Happiness

The Happy Atheist

One of the biggest stigmas Atheists face today (besides being devil-worshipers) is that we are cynical, loveless, empty sacks of people devoid of any true meaning in life. We are cynical and mean. We are grouchy because we have no belief in anything after life — and life sucks.  In fact, most Christians (and other religious folk) I talk to say that they feel sorry for me; that it must be hard and lonely having nothing to live for. Of course, we atheists know that this is far from the truth. Actually, most of us (myself included) found that life became much more amazing after breaking free from the shackles of religion. Once the oppressive, unrealistic expectations were taken away, I felt liberated, free and truly happy for the first time in my life. Instead of looking forward to an eternal life in paradise after death, I started living in the now and taking advantage of all the amazing things life has to offer. Time is limited and, I don’t know about you, but I would much rather live to live than live to die.

So why is it that religious people view Atheists in such a negative light (besides the obvious reasons)? If we are all so happy and carefree, how could they possibly perceive us to be angry and empty? Because of assholes like this:

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Let me explain what you are looking at here. I follow an account on Instagram that posts nothing but pictures of atheist quotes and funny atheist memes. On this particular day, however, the owner of the account posted a picture in support of gay marriage and LGBT rights, which I am not opposed to in the least. Unfortunately, there are still arrogant idiots out there that still believe they need to have a say in what goes on in a stranger’s bed and a debate ensued. The unfortunate thing about this debate is that this guy, who goes by, “theirateatheist” went on a rampage of bashing and shaming and name-calling instead of reasoning and logically arguing his point. This is merely one example of some of the fine things he had to say.

Now, I am going to give him the benefit of the doubt on two things, 1. He has already admitted via his screen name that he is irate — we were warned,  and 2. it’s practically impossible to reason with someone who still believes they should have any say in what other people do with their lives (as long as it does not negatively affect others, of course). So, I get it. I get the anger. And, frankly, he’s right — the guy he is referring to is in fact a “fucking retard”. The problem is that those on the fence about their religion and even those who aren’t, have now seen firsthand how atheists are angry, empty, hateful people. Comments like this perpetuate the stereotype.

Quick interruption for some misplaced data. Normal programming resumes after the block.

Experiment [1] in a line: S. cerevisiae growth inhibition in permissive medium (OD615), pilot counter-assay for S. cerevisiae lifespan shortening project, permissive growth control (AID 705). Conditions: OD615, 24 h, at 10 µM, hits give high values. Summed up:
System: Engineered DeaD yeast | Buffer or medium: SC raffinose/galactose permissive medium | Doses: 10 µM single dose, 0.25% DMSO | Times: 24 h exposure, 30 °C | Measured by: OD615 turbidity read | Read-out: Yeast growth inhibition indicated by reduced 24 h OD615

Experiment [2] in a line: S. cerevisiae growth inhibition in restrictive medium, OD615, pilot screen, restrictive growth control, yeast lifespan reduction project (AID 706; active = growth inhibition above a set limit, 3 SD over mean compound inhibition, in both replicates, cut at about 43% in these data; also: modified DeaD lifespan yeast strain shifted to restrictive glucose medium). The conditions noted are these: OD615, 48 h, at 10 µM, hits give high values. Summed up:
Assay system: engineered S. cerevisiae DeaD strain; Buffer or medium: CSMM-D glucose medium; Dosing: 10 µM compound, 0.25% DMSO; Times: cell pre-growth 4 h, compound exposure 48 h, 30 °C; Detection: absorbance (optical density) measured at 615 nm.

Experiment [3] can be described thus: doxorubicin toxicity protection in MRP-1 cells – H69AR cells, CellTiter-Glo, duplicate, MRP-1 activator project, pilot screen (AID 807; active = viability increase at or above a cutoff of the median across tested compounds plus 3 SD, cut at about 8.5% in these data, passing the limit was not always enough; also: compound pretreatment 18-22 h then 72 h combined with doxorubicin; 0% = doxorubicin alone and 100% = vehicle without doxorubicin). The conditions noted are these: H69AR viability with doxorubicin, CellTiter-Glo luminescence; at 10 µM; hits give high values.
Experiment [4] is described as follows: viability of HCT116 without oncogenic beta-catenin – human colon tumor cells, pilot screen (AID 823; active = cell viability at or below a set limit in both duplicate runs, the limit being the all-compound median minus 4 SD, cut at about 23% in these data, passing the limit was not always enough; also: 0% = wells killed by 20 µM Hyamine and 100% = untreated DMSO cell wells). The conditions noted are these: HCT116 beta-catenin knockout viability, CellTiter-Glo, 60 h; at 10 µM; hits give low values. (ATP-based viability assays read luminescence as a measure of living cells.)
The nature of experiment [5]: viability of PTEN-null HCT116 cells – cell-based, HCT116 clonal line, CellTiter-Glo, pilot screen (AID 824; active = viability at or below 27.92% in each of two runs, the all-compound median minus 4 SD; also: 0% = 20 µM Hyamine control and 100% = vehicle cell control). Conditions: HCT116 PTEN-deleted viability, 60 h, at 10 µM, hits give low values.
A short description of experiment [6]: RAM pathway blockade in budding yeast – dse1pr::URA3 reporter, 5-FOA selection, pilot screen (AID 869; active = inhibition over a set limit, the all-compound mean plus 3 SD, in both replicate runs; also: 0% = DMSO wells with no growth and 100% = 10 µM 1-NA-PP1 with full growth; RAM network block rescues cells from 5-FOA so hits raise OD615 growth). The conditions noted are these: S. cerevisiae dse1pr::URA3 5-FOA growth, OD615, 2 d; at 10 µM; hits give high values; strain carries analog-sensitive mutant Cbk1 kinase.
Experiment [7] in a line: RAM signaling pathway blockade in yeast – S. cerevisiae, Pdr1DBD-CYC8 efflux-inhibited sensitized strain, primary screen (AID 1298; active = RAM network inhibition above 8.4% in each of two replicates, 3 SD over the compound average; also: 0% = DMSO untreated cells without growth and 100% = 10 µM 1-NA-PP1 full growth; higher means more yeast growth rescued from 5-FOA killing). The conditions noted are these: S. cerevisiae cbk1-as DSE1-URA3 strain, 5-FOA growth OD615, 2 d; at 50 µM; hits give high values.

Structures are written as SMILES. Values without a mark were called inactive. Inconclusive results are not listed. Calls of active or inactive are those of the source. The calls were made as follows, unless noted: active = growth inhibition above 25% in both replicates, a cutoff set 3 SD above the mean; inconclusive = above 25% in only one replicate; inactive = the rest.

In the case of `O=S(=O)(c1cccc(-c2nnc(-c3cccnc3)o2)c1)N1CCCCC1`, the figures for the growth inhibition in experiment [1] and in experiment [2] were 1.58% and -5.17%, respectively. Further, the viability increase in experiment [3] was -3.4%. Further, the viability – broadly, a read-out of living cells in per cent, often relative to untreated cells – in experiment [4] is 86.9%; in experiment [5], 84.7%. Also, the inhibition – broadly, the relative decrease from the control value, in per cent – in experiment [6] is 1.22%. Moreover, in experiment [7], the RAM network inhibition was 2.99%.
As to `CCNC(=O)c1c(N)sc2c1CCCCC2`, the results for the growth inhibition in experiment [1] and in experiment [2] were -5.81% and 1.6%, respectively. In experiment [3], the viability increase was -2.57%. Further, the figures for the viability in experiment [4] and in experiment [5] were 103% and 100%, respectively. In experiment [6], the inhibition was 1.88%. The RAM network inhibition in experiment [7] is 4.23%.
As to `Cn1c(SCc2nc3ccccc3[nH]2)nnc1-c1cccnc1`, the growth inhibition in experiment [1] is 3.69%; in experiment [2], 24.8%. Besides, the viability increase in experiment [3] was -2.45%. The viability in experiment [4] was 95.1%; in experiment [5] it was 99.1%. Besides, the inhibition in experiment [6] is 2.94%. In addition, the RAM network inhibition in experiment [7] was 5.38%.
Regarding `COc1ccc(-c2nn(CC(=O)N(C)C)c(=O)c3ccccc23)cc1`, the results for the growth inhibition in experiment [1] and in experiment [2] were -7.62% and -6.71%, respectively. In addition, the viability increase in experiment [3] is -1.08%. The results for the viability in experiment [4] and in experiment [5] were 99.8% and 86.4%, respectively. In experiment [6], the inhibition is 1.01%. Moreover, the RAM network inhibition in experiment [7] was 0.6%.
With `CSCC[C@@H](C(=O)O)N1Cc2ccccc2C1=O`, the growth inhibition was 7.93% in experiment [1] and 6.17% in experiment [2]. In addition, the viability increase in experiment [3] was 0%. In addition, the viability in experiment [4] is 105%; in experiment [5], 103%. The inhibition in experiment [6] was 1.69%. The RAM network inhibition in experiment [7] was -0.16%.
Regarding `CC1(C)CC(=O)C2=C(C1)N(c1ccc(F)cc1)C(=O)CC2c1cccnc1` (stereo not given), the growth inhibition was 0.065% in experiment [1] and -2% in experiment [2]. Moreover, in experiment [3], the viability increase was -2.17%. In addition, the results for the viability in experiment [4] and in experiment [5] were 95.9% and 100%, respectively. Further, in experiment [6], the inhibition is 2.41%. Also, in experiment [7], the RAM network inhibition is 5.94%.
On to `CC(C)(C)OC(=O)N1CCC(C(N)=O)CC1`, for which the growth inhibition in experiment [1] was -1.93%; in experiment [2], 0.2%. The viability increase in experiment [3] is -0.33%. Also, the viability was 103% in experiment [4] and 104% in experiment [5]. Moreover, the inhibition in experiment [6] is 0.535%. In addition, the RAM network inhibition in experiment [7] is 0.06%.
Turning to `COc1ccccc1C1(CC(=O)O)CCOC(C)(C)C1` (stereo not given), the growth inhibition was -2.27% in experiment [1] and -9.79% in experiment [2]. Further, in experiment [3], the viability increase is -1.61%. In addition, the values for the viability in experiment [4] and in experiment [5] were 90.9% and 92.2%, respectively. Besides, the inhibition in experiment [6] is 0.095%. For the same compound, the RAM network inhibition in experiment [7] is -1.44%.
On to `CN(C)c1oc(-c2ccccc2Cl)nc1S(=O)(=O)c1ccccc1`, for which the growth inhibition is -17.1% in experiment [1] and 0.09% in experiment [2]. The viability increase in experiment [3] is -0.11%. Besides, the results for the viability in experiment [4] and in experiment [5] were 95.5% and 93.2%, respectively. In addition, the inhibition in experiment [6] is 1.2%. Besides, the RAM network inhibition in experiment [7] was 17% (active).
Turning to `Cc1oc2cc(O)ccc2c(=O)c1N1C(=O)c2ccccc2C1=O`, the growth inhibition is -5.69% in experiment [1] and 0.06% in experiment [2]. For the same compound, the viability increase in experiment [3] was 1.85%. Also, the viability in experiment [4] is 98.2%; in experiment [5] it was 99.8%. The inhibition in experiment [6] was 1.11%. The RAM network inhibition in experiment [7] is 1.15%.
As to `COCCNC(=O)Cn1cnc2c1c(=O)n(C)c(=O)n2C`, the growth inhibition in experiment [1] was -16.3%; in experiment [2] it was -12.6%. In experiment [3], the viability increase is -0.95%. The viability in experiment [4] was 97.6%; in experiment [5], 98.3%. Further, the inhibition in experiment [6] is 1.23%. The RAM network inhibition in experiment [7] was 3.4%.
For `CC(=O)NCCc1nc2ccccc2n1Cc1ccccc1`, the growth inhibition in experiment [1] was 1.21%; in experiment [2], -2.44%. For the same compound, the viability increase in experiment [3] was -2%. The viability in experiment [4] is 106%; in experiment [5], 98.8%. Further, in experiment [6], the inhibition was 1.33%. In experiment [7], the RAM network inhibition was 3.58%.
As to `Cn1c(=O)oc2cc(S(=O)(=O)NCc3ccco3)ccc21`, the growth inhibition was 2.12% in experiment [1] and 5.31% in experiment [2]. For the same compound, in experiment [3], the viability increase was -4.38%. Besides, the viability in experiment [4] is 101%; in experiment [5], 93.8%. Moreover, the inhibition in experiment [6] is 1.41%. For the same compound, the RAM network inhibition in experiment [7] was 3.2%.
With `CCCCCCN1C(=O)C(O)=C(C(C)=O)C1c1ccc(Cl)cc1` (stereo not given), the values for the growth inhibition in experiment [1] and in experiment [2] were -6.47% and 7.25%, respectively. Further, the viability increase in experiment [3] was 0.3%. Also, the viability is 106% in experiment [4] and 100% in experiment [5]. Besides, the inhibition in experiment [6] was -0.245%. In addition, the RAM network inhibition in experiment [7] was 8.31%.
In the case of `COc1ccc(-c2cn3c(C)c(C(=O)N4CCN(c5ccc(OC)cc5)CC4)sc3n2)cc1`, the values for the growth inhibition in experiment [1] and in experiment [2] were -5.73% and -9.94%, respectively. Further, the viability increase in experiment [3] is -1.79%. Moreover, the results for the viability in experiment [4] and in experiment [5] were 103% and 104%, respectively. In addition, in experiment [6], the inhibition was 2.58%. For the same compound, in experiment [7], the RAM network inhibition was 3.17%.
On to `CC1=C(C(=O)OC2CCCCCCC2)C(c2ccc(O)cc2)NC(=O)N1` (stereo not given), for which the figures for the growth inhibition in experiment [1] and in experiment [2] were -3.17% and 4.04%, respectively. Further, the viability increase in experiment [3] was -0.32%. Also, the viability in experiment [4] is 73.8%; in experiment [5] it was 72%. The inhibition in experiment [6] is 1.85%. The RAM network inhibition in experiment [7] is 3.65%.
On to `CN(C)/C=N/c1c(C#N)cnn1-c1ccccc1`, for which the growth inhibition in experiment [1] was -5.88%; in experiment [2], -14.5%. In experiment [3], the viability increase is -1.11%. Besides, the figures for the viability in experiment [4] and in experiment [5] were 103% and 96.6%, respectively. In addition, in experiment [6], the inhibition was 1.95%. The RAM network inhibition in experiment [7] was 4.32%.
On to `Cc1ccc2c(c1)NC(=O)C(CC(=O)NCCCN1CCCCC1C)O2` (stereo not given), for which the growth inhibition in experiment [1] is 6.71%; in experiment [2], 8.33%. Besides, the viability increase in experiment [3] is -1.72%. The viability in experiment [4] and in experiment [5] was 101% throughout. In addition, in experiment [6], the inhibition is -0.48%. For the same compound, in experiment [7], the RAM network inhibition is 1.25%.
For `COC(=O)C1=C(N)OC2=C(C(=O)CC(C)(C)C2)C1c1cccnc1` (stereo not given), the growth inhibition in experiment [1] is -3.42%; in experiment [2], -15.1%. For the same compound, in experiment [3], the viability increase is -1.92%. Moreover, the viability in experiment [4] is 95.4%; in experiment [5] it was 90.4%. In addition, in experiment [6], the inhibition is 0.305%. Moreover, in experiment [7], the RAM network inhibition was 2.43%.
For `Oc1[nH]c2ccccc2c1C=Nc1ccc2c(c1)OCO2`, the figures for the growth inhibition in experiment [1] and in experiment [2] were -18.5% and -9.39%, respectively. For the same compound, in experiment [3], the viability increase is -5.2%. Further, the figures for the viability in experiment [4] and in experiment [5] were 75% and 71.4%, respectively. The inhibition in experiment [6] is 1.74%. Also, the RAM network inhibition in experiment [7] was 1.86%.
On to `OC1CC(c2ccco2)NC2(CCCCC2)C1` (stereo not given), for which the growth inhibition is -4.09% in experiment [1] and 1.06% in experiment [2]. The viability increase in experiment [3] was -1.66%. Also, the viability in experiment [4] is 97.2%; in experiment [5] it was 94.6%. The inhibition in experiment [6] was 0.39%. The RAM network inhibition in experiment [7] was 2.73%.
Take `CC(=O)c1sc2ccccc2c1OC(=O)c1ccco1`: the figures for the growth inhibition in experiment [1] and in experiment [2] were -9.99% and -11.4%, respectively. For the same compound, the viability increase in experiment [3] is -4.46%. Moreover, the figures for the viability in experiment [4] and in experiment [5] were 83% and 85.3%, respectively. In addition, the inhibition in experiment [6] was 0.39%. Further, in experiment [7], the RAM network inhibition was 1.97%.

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It’s a never-ending cycle and, the worst part is, we have done it to OURSELVES!

I propose we atheists fight the temptation and stop writing illogical, useless personal attacks on the religious and kill em’ with kindness instead. I mean, if religion has taught us anything, it has taught us that nothing recruits better than a comforting, judgement-free place full of like-minded and accepting people. If we can start showing people that atheists do in fact make better lovers, then I think we could persuade a lot more people to think twice about atheism and what life would look like without a god. We turn them away at the door before they ever even desire to peak inside when we call them names and act viciously to others. Personally, I think this world would be a much better place if there were fewer people in it that believed in a religion. The more we are able to show others how fulfilling and happy life can be as an atheist, the more people are likely to turn away from religion and, in the end, we would all end up winning.

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My Soap Box